Objectives. To improve understanding of the future public health workforce by analyzing first-destination employment outcomes of public health graduates.Methods. We assessed graduate outcomes for those graduating in 2015-2018 using descriptive statistics and the Pearson χ2 test.Results. In our analysis of data on 53 463 graduates, we found that 73% were employed; 15% enrolled in further education; 5% entered a fellowship, internship, residency, volunteer, or service program; and 6% were not employed. Employed graduates went to work in health care (27%), corporations (24%), academia (19%), government (17%), nonprofit (12%), and other sectors (1%). In 2018, 9% of bachelor's, 4% of master's, and 2% of doctoral graduates were not employed but seeking employment.Conclusions. Today's public health graduates are successful in finding employment in various sectors. This new workforce may expand public health's reach and lead to healthier communities overall.Public Health Implications. With predicted shortages in the governmental public health workforce and expanding hiring because of COVID-19, policymakers need to work to ensure the supply of public health graduates meets the demands of the workforce.


Subject(s)
Education, Public Health Professional/statistics & numerical data , Employment/statistics & numerical data , Health Workforce/statistics & numerical data , Education, Graduate/statistics & numerical data , Health Education/statistics & numerical data , Health Policy , Humans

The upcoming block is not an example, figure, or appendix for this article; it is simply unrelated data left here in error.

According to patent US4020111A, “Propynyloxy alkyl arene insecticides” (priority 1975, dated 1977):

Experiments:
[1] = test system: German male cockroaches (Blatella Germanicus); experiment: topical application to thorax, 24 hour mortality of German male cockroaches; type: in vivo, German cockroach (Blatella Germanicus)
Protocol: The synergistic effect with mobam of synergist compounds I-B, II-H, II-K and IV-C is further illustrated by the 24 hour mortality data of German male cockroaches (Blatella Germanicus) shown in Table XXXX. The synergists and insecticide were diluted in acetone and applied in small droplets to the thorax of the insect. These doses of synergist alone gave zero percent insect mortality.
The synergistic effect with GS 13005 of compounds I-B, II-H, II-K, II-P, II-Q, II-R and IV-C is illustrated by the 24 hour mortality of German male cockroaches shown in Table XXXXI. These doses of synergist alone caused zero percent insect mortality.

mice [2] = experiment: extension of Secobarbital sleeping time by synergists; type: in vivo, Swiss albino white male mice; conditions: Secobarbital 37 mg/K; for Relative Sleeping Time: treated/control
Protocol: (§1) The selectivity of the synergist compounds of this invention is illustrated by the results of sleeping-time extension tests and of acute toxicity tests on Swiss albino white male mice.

16.
J Laryngol Otol ; 135(5): 391-395, 2021 May.
Article in English | MEDLINE | ID: covidwho-1139694

ABSTRACT

BACKGROUND: As a response to the acute strain placed on the National Health Service during the first wave of coronavirus disease 2019 in the UK, a number of junior doctors including ENT trainees were redeployed to other clinical specialties. This presented these trainees with novel challenges and opportunities. METHODS: A qualitative study was performed to explore these experiences, undertaking semi-structured interviews with ENT trainees between 17th and 30th July. Participants were recruited through purposeful sampling. Interview transcripts underwent thematic analysis using Dedoose software. RESULTS: Seven ENT trainees were interviewed, ranging from specialty trainee years four to eight ('ST4' to 'ST8') in grade. Six core themes were identified: organisation of redeployment, utilisation of skill set, emotional impact of redeployment, redeployed team dynamics, concerns about safety and impact on training. CONCLUSION: The ENT trainees' experiences of redeployment described highlight some important lessons and considerations for future redeployments.


Subject(s)
COVID-19/psychology , Health Workforce/statistics & numerical data , Otolaryngologists/supply & distribution , State Medicine/statistics & numerical data , Adult , COVID-19/diagnosis , COVID-19/epidemiology , COVID-19/virology , Clinical Competence/statistics & numerical data , Decision Making/physiology , Female , Humans , Interviews as Topic , Male , Otolaryngologists/education , Otolaryngologists/psychology , Qualitative Research , SARS-CoV-2/genetics , State Medicine/organization & administration , Training Support/statistics & numerical data , United Kingdom/epidemiology
18.
J Glob Health ; 10(2): 020509, 2020 Dec.
Article in English | MEDLINE | ID: covidwho-1106356

ABSTRACT